So pitch in. A few of us are trying to organize a nationwide day of hundreds and hundreds of rallies on April 14. We hope to have gatherings in every state, and in many of America's most iconic places: on the levees in New Orleans, on top of the melting glaciers on Mt. Rainier, even underwater on the endangered coral reefs off Key West.

We need rallies outside churches, along the tide lines in our coastal cities, in cornfields and forests and on statehouse steps.

Every group will be saying the same thing: Step it up, Congress! Enact immediate cuts in carbon emissions, and pledge an 80% reduction by 2050. No half measures, no easy compromises-the time has come to take the real actions that can stabilize our climate.

As people gather, we'll link pictures of the protests together electronically via the web-before the weekend is out, we'll have the largest protest the country has ever seen, not in numbers but in extent. From every corner of the nation we'll start to shake things up.

By its very nature, this action needs all kinds of people to help out. We can't make it happen-it has to assemble itself.

Sign up to host an action. We'll coordinate the responses, introducing you to others from your area, and give you everything you need to be a leader, from banners to press releases.

You don't have to have ever done anything like this-you're not organizing a March on Washington, just a gathering of scores or hundreds in your town or neighborhood.

We need creativity, good humor, commitment. If you are active in a campus group or a church or a local environmental group or a garden society or a bike club-or if you just saw Al Gore's movie and want to do something-then we need you now.

And by now, we mean now.

The best science tells us we have ten years to fundamentally transform our economy and lead the world in the same direction or else, in the words of NASA's Jim Hansen, we will face a "totally different planet," one infinitely sadder and less flourishing.

The recent elections have given us an opening, and polling shows most Americans know there's a problem. But the forces of inertia and business-as-usual are still in control, and only our voices, united and loud, joyful and determined, can change that reality.

Please join us.

Bill McKibben

Monday, March 19, 2007

US blocks environment progress

Regrettable? More than regrettable IMO.

From the BBC News
US 'blocks environment progress'

Germany's environment minister, Sigmar Gabriel, says the United States has blocked progress on two key issues to protect the global environment.
He was speaking after a two-day meeting of environment ministers in the German city of Potsdam.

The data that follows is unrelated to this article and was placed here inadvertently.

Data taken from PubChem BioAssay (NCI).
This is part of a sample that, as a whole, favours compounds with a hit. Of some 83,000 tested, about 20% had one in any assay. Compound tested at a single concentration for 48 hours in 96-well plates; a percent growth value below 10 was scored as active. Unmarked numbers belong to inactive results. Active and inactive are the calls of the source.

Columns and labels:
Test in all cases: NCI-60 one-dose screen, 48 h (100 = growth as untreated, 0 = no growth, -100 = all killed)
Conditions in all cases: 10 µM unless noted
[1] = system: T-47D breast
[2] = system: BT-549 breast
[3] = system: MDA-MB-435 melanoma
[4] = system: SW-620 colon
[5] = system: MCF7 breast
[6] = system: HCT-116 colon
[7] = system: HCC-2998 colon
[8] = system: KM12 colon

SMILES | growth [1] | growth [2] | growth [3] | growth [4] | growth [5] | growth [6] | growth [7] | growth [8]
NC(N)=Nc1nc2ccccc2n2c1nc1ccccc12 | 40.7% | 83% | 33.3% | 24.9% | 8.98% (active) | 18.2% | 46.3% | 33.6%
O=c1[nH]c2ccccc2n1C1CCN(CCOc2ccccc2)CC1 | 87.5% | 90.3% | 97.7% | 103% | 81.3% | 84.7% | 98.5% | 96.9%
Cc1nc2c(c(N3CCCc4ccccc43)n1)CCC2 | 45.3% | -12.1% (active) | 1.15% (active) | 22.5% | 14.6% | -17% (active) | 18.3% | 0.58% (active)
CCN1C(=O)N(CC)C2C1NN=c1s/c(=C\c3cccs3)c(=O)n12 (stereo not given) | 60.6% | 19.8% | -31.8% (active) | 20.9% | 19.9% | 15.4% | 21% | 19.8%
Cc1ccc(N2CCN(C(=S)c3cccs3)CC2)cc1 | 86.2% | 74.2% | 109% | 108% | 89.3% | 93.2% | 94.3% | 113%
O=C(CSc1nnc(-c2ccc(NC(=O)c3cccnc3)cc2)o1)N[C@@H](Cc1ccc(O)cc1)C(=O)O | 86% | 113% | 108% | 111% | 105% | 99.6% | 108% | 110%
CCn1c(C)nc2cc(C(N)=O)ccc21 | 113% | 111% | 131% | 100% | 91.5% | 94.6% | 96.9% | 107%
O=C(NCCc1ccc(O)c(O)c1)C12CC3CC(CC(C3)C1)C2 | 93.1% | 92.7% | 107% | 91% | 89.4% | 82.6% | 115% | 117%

The issues were carbon emissions trading and rewarding developing nations for protecting their natural assets, he said.
Mr Gabriel said the US opposition was "not a surprise".
The Potsdam conference brought together ministers from the Group of Eight leading industrialised nations - the United States, Canada, France, UK, Germany, Japan, Italy and Russia - and Brazil, India, China Mexico and South Africa from the developing world.

'Not subtle'
Ministers stressed that the meeting had shown that there was a good deal of consensus on the scale and nature of the problem of climate change - but a lack of agreement on the tools to tackle it.
The BBC's Matt McGrath in Potsdam says there was a widespread acceptance that sustainable economic development had to go hand in hand with efforts to cut emissions of carbon dioxide.
But disagreements surfaced over specifics such as extending the global system of carbon trading, one of the central planks of any proposed deal to curb emissions.
According to one delegate the United States was "not subtle" in its opposition to carbon trading, and to another proposal that would pay developing countries to preserve rainforests.
"We find this regrettable," Mr Gabriel told reporters.
But he said: "I would have been disappointed if I'd expected something different."

Saturday, March 17, 2007

Undermining the Global Warming Message

Never mind the facts, opponents use tactics to spread doubt about global warming. Joe Brewer shows how misuse of language can undermine the credibilty of scientific studies.

When Climate Message is Strong, Attack the Messenger
by Joe Brewer

An article published today in the New York Times clearly demonstrates the importance of framing when discussing important political issues. William J. Broad's article "From a Rapt Audience, a Call to Cool the Hype" in the science section already ranks as one of the most popular articles of the day. This widely read article is filled with misuses and abuses of language designed to undermine the credibility of Al Gore as a messenger for global warming.

As an individual trained in both the atmospheric sciences (I have a masters degree from the University of Illinois) and cognitive sciences my skills are well suited to the task of demonstrating Broad's misrepresentation of human-caused climate change through clever manipulations of language. Through the analysis that follows, we shall see that he has worked very hard to spread doubt and skepticism about one of the most important issues humanity must face in the days and years ahead.